The Lady goes Gaga again

The controversial hit singer continues to amaze her fans with new single ‘Marry the Night’.

Rayan Khan November 25, 2011

ISLAMABAD: She’s given us seminal fashion looks (see ‘meat dress’, ‘cigarette sunglasses’), turned up at the Grammys in an egg-shaped pod, and has rapidly churned out a number of subversive music videos within a few years, each more controversial than the last.

Now the 25-year-old ‘Mother Monster’, aka Lady Gaga, broaches the realm of psychosis in an angst-ridden sneak preview — the “Prelude Pathetique”— for her latest upcoming single, “Marry the Night”.

“When I look back on my life, it’s not that I don’t want to see things exactly as they happened, it’s just that I prefer to remember them in an artistic way,” narrates the speaker in a voice-over monologue. The brunette Gaga travels down a bleak hallway on a gurney flanked by two nurses. This is Prozac Nation meets Sylvia Plath’s The Bell Jar meets Winona Ryder’s jaw-dropping performance in Girl, Interrupted. Behold the beginnings of a fairly confused homage to depression. ‘Pathetique’ indeed.

And so, welcome to the ‘Gaga, Interrupted’ redux, where mental instability and glamour collide in an outpouring of pensive, self-indulgent, and ostentatious lengthy speech: “It’s sort like my past is an unfinished painting; and as the artist of that painting, I must fill in all the ugly holes.” The glamour element is immediately following a statement regarding the speaker’s distaste for reality: “For example, those nurses, they’re wearing next season Calvin Klein and so am I.”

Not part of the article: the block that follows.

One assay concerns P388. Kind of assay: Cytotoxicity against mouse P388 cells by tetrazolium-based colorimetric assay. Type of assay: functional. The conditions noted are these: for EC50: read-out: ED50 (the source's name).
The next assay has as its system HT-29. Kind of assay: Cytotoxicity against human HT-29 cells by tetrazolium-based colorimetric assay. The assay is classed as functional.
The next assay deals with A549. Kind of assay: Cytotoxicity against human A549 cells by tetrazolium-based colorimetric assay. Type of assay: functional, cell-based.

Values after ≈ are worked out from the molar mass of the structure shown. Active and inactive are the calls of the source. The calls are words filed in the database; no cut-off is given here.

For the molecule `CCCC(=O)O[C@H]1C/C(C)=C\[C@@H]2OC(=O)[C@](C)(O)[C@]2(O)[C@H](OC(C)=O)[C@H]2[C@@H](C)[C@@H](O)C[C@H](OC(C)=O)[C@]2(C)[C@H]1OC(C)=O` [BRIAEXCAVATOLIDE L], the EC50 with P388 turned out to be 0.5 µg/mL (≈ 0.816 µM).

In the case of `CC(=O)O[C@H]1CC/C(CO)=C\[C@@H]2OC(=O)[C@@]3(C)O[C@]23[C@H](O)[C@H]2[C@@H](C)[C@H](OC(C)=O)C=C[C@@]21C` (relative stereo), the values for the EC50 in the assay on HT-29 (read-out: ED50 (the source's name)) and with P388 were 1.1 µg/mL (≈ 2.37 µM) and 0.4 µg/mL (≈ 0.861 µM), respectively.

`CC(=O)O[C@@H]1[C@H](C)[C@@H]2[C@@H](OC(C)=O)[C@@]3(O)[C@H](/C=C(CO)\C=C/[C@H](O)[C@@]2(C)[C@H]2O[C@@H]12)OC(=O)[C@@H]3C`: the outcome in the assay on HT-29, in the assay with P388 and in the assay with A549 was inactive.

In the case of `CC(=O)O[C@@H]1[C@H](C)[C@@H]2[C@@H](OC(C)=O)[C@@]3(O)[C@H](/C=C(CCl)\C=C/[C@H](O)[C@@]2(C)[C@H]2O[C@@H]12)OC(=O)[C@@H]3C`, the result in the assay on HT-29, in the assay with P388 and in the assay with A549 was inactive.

This is the most exciting line from the overwrought monologue, an unexpected insertion; it’s the last thing viewers expect a mental patient to say while traversing a mental institution. Perhaps the introverted poetess Sylvia Plath would’ve considered this too gaudy in the face of the corrosive depression that took hold of her life (and resulted in suicide), but for Gaga it seems that stock references to designer labels are as much a part of the ‘suicide aesthetic’ she creates as anti-depressants.

Yet, she makes a distinct claim: fashion is the escape; it is the world beyond the reality she despises: “It’s not that I’m dishonest, it’s just that I loathe reality.” However the lines accompanying, detract from the aforementioned claim — coming across a little too smug and, frankly, littered with unnecessary detail: “And the shoes? Custom Giuseppe Zanotti. I tipped their gauze hats to the side like Parisian berets because I think it’s romantic and I also believe that mint will be very big in fashion next spring.”

Good for you, Gaga, good for you. Still, we can’t help but think that these lines were invented solely to qualify the following: “The truth is, back then at the clinic they only wore those funny hats to keep the blood out of their hair.”

We end, finally, on Gummy Bears (believe it or not). The speaker points out that one of the girls in the ward requested Gummy Bears and a knife, to which Gaga adds in tragic, albeit unintentionally funny, discourse: “I wish they’d only given me the Gummy Bears.”

Published in The Express Tribune, November 26th, 2011.


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